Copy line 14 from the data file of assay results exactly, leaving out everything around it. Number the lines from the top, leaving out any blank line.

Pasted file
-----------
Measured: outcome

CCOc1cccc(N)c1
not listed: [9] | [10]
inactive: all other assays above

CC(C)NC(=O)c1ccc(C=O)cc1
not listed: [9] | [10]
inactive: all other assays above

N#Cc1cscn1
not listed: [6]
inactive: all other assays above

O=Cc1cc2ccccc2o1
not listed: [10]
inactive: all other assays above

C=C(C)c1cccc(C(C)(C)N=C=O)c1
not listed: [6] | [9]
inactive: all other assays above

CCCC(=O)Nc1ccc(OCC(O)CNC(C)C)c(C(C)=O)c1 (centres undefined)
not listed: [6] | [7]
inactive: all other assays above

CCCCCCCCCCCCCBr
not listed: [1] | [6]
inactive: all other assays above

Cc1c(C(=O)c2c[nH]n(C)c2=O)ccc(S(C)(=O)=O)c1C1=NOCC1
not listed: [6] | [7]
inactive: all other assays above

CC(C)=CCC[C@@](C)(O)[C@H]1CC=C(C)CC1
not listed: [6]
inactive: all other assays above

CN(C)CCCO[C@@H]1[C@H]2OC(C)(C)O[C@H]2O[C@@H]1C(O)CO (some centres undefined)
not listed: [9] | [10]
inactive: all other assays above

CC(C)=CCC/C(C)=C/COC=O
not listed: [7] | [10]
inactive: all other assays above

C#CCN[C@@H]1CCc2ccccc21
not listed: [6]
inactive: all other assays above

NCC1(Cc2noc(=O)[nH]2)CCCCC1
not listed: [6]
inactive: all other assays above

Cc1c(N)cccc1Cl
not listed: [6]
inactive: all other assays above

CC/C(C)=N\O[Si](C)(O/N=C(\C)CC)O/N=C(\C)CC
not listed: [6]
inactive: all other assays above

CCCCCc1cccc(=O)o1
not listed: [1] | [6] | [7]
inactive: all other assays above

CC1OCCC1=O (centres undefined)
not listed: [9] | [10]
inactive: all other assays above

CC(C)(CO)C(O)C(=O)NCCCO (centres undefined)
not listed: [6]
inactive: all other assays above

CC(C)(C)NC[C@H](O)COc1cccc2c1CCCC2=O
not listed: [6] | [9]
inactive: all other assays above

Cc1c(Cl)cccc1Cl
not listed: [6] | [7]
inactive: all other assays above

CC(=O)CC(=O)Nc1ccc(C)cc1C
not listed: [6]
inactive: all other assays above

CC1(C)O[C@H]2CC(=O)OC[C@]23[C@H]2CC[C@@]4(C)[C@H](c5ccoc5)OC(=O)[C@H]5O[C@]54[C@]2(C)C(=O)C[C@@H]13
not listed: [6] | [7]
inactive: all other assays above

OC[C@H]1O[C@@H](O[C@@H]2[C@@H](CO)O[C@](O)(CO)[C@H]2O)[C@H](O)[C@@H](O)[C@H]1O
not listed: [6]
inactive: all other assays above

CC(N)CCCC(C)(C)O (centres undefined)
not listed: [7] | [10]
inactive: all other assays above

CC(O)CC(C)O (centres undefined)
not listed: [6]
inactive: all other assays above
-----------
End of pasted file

C=C(C)c1cccc(C(C)(C)N=C=O)c1